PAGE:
This is the city of Munich, in a part of Germany known as Bavaria. At the end of the Second World War, it became one of the most important cultural centers in the nation. It also became a city of great corporate wealth. The wealth combined with the culture and the natural beauty of the area to make Munich a major tourist attraction.
Beneath Munich’s commitment to its culture and its corporations is an even greater devotion to its local customs and its everyday pleasures. Munich has a big-city intellect with a small-town heart.
During the next half-hour we’ll visit the most popular beer garden in Europe... discover why Bavarian maypoles must be guarded 24 hours a day... visit a palace that didn’t quite turn out the way the king expected... and take a driving tour through some of the most beautiful scenery in Europe. So join me, Burt Wolf, with TRAVELS & TRADITIONS in Munich, Germany.
Most of the important sites in Munich can be reached on foot, and as you move around the city you can’t help noticing the fountains. There are over one thousand of them. Donating a public fountain has become a local fashion. Public fountains and public gardens have been placed throughout Munich. They bring in light, and quiet space, and give the city an open feeling.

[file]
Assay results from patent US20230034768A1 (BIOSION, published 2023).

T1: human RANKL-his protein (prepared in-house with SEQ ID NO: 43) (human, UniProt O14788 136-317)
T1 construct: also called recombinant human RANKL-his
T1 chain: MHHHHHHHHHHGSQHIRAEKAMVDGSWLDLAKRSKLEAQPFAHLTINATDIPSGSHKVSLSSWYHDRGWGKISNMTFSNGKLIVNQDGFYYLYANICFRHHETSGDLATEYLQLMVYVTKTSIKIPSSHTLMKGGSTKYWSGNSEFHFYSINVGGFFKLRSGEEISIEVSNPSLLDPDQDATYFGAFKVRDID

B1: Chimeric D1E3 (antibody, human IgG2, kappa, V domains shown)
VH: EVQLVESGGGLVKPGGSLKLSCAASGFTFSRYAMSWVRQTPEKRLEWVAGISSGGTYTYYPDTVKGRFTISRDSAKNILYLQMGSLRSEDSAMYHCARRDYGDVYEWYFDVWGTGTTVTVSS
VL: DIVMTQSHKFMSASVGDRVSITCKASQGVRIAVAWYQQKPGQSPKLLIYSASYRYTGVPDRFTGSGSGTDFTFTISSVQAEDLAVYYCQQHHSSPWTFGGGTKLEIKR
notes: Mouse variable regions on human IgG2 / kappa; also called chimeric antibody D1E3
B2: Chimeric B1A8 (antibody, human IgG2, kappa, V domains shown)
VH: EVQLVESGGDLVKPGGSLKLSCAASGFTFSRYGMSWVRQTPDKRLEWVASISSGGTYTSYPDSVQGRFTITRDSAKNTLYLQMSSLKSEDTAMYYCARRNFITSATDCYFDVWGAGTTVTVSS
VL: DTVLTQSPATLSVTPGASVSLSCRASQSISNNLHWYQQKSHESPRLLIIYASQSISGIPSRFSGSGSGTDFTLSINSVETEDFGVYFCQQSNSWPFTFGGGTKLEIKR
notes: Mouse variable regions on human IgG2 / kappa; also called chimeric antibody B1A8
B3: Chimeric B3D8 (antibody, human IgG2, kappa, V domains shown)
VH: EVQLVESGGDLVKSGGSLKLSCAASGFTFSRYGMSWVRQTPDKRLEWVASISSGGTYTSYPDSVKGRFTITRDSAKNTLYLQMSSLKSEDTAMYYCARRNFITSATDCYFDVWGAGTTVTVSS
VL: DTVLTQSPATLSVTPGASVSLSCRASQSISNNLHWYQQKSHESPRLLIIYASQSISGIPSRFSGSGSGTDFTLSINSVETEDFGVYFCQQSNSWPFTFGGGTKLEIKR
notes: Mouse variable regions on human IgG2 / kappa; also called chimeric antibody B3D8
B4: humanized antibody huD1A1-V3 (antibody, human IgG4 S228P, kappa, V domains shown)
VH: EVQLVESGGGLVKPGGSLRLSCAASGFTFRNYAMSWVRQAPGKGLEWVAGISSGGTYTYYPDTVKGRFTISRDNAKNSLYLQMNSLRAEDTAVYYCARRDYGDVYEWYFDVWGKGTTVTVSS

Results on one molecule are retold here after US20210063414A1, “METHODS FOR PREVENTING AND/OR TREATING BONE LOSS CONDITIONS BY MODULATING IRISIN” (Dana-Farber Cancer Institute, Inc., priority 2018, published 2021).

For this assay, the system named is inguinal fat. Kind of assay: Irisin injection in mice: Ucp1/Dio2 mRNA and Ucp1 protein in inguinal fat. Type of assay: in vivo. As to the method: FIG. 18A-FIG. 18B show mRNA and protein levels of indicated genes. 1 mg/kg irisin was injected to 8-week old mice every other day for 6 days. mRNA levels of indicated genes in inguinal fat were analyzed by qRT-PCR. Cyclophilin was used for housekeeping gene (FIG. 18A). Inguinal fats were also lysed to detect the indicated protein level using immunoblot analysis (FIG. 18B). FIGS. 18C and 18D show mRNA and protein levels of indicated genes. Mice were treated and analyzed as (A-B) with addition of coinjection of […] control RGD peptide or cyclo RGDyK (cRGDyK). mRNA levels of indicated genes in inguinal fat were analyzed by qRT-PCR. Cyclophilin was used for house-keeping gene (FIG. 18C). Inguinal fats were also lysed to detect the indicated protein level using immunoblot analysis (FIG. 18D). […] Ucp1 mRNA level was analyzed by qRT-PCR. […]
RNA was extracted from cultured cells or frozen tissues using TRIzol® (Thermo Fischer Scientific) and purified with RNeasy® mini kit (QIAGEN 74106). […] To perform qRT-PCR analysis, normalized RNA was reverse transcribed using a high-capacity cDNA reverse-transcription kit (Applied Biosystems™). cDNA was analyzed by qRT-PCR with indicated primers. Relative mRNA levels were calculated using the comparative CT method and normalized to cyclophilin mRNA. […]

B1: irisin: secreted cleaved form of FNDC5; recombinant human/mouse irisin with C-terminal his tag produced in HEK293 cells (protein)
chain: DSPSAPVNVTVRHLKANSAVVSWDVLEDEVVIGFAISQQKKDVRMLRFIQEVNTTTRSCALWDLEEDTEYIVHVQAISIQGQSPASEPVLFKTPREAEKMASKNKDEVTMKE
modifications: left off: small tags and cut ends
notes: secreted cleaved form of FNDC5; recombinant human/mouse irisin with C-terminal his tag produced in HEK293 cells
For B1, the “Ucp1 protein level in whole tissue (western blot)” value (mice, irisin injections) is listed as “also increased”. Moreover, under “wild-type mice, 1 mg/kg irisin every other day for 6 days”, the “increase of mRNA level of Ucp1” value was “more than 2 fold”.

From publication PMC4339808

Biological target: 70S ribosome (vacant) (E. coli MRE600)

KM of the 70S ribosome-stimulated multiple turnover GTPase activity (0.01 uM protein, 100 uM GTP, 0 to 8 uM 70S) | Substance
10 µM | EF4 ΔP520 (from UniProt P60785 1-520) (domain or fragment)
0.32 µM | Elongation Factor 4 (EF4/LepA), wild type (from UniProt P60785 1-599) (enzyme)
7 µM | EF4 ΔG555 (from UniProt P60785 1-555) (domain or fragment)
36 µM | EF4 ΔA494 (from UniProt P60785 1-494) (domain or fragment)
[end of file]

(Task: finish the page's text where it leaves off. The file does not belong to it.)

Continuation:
One of Munich’s most beautiful open spaces is the 900-acre English Garden, which sits in the center of town. It was constructed during the late 1700s as a park open to all, where people of different classes could come together in a relaxed and natural setting.
BURT WOLF (ON CAMERA): The English Garden was the idea of a man named Benjamin Thompson, who was born in Woburn, Massachusetts in the middle of the 1700s. But when the American Revolutionary War came along, he sided with the English and moved to Europe. He became friendly with the Prince of Bavaria who gave him the title of Count Rumford. Everybody in Munich thinks of him in connection with the English Garden. But I think of Rumford as the man who invented the original prototype for the modern kitchen stove -- and that was an extraordinary achievement.
The rulers of Bavaria were into parks, but they were also into music and they made Munich a great city for music lovers. The National Theater is one of the finest opera houses in the world, with a special interest in the works of Mozart, Wagner and Richard Strauss.